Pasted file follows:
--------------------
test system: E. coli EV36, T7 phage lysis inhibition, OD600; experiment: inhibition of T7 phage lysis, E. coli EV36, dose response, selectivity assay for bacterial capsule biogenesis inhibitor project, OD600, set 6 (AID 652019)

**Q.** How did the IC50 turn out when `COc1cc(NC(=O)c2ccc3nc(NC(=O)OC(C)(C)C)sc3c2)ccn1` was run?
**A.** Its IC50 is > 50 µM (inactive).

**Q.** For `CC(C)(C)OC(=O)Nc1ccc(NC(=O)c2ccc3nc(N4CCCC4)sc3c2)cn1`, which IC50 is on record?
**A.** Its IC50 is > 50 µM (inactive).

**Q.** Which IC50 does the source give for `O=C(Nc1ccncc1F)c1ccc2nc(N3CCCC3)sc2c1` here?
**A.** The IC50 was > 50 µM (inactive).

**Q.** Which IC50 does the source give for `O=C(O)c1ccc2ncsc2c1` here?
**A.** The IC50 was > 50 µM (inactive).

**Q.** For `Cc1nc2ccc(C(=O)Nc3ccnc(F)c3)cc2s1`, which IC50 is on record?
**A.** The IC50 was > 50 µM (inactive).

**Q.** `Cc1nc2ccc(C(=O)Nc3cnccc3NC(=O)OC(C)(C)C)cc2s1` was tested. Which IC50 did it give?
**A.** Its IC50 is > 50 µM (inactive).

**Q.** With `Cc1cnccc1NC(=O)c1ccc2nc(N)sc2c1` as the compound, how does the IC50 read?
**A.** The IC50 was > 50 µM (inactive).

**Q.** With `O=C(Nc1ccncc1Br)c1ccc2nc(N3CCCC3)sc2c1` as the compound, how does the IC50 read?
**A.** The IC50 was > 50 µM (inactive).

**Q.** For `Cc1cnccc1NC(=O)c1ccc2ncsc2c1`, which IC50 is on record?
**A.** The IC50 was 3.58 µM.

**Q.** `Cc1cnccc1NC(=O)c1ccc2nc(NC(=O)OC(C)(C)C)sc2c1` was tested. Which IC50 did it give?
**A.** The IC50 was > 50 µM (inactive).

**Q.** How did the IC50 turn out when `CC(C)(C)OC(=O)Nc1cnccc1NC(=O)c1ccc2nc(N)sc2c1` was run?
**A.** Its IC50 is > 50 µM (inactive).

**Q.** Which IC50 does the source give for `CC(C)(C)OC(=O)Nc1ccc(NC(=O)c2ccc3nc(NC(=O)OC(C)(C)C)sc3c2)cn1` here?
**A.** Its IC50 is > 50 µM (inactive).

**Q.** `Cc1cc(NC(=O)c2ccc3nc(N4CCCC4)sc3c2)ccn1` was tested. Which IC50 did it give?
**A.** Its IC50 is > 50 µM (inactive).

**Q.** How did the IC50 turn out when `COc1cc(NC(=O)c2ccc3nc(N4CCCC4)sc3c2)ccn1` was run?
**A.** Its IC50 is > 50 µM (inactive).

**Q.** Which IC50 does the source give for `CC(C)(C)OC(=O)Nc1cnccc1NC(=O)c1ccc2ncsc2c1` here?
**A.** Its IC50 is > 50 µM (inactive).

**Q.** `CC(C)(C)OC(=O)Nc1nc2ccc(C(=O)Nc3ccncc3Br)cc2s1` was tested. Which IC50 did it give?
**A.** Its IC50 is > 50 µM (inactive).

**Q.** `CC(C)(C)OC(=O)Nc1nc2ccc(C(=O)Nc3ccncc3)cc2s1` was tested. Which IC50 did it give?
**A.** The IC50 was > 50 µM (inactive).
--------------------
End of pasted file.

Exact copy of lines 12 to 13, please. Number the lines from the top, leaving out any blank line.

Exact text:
**Q.** `Cc1nc2ccc(C(=O)Nc3cnccc3NC(=O)OC(C)(C)C)cc2s1` was tested. Which IC50 did it give?
**A.** Its IC50 is > 50 µM (inactive).